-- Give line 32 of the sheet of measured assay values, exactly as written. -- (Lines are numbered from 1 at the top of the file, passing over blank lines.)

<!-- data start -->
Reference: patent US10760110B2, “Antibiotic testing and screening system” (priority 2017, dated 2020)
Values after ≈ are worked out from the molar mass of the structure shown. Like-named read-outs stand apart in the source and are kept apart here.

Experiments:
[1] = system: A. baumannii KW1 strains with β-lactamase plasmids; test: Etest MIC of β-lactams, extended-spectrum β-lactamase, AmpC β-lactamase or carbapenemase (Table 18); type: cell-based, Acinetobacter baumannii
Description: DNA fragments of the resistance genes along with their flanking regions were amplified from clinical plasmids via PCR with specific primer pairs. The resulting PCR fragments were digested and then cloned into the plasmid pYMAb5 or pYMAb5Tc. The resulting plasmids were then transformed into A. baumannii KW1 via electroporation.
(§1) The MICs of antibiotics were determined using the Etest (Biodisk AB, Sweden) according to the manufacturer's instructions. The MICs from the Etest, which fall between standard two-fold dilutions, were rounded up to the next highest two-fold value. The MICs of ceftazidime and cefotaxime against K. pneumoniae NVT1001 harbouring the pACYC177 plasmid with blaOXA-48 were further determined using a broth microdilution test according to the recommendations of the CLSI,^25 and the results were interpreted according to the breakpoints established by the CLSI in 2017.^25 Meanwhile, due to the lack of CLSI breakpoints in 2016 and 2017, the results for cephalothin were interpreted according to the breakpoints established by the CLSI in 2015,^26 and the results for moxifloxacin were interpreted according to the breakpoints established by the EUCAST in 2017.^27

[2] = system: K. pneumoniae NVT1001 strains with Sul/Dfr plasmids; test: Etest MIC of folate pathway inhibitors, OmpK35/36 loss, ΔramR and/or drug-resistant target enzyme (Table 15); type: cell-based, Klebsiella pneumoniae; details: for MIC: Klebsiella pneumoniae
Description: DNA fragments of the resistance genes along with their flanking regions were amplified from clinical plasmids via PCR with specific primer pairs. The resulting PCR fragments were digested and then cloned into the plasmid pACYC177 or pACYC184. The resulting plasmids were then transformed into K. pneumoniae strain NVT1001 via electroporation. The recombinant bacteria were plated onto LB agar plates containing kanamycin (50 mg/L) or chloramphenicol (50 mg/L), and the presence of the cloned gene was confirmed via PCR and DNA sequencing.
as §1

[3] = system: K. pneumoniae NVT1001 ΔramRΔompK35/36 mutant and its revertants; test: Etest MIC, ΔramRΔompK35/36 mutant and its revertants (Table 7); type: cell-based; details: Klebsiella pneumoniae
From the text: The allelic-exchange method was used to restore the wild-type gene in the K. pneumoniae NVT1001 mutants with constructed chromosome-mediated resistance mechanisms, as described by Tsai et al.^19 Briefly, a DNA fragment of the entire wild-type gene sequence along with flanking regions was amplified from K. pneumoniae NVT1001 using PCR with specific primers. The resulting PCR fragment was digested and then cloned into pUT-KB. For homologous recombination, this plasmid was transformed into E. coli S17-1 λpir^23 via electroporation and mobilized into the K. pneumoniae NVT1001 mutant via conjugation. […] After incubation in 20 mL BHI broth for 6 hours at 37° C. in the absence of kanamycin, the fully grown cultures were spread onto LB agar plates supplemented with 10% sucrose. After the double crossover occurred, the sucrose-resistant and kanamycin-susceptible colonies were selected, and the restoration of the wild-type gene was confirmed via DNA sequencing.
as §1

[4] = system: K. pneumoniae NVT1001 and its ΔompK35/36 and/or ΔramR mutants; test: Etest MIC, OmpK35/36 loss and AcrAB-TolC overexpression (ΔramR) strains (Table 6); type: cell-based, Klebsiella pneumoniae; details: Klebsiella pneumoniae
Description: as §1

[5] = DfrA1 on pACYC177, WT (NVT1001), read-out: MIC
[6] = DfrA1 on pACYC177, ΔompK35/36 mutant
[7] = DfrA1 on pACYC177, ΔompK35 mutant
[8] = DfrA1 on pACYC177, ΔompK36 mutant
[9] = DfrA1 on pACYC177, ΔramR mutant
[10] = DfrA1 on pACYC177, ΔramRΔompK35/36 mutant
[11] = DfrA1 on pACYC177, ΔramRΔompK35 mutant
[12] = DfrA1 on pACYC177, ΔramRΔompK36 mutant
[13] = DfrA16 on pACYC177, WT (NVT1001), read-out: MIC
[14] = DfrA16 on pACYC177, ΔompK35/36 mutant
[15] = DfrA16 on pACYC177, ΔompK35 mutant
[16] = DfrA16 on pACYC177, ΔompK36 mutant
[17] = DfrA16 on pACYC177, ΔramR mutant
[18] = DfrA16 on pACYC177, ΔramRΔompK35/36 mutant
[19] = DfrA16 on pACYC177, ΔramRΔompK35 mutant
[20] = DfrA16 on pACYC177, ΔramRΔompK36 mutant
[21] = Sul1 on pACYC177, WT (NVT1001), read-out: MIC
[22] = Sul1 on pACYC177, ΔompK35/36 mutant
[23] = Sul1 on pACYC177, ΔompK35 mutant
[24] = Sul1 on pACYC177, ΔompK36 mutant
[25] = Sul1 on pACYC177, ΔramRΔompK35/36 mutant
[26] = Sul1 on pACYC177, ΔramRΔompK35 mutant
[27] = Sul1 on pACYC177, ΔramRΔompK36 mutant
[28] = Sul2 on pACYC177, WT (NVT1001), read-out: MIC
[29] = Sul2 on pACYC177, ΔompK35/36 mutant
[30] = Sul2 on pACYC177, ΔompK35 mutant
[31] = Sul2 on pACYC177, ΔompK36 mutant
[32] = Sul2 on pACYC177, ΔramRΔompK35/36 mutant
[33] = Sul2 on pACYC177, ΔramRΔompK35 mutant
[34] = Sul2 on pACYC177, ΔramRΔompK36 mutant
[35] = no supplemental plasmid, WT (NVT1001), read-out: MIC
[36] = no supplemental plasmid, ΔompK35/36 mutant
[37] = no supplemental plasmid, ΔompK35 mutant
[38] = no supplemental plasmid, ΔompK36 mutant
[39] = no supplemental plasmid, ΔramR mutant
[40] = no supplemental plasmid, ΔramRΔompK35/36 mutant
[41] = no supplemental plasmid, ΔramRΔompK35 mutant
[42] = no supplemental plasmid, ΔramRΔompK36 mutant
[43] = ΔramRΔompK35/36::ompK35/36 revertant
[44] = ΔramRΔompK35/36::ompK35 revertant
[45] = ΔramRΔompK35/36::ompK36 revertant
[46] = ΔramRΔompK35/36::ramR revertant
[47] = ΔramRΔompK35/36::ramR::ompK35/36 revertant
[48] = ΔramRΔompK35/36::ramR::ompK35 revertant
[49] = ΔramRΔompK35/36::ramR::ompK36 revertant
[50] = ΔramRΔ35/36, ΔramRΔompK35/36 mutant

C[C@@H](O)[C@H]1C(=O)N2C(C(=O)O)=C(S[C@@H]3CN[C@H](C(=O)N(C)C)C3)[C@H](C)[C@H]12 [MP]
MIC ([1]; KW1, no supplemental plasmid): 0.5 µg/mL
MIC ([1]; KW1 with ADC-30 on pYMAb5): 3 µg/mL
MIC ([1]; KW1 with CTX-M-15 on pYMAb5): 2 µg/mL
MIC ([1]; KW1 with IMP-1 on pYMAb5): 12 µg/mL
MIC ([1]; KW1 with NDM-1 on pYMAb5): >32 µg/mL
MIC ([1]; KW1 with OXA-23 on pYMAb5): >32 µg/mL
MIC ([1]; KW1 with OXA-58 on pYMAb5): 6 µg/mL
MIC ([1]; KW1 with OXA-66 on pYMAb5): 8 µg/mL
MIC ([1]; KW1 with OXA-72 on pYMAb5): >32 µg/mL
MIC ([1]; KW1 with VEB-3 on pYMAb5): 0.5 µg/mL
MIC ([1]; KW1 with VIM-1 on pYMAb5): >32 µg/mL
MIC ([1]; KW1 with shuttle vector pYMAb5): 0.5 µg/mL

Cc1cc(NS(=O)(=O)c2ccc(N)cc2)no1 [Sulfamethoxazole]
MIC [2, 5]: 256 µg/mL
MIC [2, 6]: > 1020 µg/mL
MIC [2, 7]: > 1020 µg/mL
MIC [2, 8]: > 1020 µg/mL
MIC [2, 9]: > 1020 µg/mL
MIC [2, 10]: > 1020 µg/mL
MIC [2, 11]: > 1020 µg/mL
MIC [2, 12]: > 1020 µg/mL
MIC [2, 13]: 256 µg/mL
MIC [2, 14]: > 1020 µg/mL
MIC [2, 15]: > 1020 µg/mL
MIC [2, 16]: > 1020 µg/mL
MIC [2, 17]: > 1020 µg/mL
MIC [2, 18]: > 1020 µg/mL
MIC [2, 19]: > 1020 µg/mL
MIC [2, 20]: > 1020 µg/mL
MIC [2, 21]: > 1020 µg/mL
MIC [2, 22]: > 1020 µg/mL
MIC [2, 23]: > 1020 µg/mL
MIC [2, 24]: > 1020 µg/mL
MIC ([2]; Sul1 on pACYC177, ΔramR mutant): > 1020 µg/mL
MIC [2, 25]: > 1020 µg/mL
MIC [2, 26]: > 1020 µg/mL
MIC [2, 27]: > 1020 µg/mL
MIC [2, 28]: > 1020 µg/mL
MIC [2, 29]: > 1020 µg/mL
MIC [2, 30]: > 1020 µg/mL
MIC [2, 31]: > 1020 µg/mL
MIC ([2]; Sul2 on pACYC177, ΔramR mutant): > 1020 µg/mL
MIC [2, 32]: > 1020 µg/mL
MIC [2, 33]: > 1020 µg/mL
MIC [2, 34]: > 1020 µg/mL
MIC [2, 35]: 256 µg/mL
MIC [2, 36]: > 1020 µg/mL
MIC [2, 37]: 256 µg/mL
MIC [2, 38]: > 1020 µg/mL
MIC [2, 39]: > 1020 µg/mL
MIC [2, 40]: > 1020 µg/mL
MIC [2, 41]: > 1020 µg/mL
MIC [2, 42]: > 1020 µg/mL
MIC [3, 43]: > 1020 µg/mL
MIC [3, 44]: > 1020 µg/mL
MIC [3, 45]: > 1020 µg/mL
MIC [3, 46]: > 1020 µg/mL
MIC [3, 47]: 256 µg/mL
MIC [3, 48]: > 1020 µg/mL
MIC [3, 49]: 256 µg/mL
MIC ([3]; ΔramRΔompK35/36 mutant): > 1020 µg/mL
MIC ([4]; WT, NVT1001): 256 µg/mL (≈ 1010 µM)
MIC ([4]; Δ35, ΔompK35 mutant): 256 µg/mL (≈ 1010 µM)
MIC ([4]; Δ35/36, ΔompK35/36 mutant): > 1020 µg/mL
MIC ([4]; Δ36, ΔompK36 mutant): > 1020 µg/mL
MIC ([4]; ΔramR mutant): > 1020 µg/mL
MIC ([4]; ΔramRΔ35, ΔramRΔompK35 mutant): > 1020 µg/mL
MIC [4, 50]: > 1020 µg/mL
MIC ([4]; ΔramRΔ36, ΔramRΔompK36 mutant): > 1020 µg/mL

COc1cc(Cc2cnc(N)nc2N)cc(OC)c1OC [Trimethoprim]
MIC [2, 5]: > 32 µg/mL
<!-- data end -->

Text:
[22] = Sul1 on pACYC177, ΔompK35/36 mutant